Nick Grundy KC and Sean Pettit represented the LB Haringey (“LBH”) the Respondent on Mr Norton’s 2nd appeal against a decision of LBH that an offer of accommodation made to him was a Private Rented Sector Offer (“PRSO”) for the purposes of the Housing Act 1996, s. 193(7AA) and thereby brought the housing duty that LBH owed Mr Norton to an end.
Mr Norton’s six grounds of appeal concerned the formal requirements to be satisfied for an offer to be a PRSO. They included that: (1) That the offer letter did not contain all of the information required under s. 193(7AB)(c) and s. 195A; (2) That the offer did not satisfy s. 173(8) in that LBH could not have been satisfied that Mr Norton could end his contractual obligations in relation to his temporary accommodation before being required to take up his tenancy of the PRS accommodation and (3) That there was no evidence that LBH could have been satisfied that the accommodation offered was in a reasonable physical condition before it made the PRSO.
Mr Norton was successful on three of his six grounds. The CA’s reasoning in relation to the first ground first ground raises some concerns in relation to PRSOs generally. Its reasoning in relation to the second ground can be addressed by LHAs. The third ground turned on the facts of the case, but illustrates the need for LHAs to have evidence on file to support its decision that any offer of accommodation is a PRSO. Nick and Sean’s note to LHAs is available here.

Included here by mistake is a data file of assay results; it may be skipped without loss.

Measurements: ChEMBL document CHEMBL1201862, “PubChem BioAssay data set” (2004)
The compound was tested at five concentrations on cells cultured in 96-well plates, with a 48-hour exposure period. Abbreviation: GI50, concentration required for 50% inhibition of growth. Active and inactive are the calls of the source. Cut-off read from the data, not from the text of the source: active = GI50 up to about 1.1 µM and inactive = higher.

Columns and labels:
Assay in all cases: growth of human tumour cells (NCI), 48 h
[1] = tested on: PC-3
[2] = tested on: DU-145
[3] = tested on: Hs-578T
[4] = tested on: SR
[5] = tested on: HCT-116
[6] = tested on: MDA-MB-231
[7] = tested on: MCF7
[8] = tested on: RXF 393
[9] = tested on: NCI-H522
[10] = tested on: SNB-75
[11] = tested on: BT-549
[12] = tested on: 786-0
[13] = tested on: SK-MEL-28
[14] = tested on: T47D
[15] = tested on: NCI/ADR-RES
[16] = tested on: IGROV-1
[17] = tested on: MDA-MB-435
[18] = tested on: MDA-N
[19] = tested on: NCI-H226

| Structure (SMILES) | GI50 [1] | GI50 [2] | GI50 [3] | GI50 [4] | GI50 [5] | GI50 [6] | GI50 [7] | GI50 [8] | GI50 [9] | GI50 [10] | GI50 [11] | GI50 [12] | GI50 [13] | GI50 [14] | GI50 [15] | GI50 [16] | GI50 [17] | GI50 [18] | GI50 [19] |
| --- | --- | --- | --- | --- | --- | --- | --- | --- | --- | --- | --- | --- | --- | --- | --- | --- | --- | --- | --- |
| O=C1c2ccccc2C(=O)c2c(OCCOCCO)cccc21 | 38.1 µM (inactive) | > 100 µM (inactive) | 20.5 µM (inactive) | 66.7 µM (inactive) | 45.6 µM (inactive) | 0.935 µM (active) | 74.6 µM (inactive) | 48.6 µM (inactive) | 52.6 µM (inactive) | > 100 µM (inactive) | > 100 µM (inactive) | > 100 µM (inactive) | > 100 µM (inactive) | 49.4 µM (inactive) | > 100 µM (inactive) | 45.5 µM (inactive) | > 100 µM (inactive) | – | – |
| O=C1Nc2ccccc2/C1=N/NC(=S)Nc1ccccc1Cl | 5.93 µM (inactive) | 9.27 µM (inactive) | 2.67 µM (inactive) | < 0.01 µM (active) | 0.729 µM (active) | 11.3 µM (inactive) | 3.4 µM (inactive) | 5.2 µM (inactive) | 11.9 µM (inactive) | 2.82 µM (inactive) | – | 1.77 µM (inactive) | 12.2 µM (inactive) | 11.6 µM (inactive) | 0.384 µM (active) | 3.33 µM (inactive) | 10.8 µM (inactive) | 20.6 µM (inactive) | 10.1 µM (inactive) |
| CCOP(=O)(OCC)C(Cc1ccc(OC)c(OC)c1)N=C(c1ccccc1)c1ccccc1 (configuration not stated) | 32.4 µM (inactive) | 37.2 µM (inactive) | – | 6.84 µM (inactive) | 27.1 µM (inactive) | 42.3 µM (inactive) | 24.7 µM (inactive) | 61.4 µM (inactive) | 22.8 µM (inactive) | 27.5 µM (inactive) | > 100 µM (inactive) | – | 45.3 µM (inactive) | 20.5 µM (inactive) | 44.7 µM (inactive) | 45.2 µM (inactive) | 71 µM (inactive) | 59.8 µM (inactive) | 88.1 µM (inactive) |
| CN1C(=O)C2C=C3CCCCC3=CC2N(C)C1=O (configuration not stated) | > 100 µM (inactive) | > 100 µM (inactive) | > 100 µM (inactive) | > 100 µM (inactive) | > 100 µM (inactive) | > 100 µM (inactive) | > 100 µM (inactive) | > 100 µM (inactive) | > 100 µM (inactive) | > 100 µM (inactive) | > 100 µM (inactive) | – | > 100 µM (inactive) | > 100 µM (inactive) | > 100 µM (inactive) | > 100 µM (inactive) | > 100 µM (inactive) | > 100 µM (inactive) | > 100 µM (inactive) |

As LJ Males, giving the second Judgment, stated, somewhat forlornly, at :
This appeal illustrates what is already well known, that housing law can be highly complex. More specifically, it demonstrates that local authorities who wish to discharge their housing duty by the provision of an assured shorthold tenancy with a private landlord must take care to ensure scrupulous compliance with the terms of section 193 of the 1996 Act.
A copy of the full judgment is available here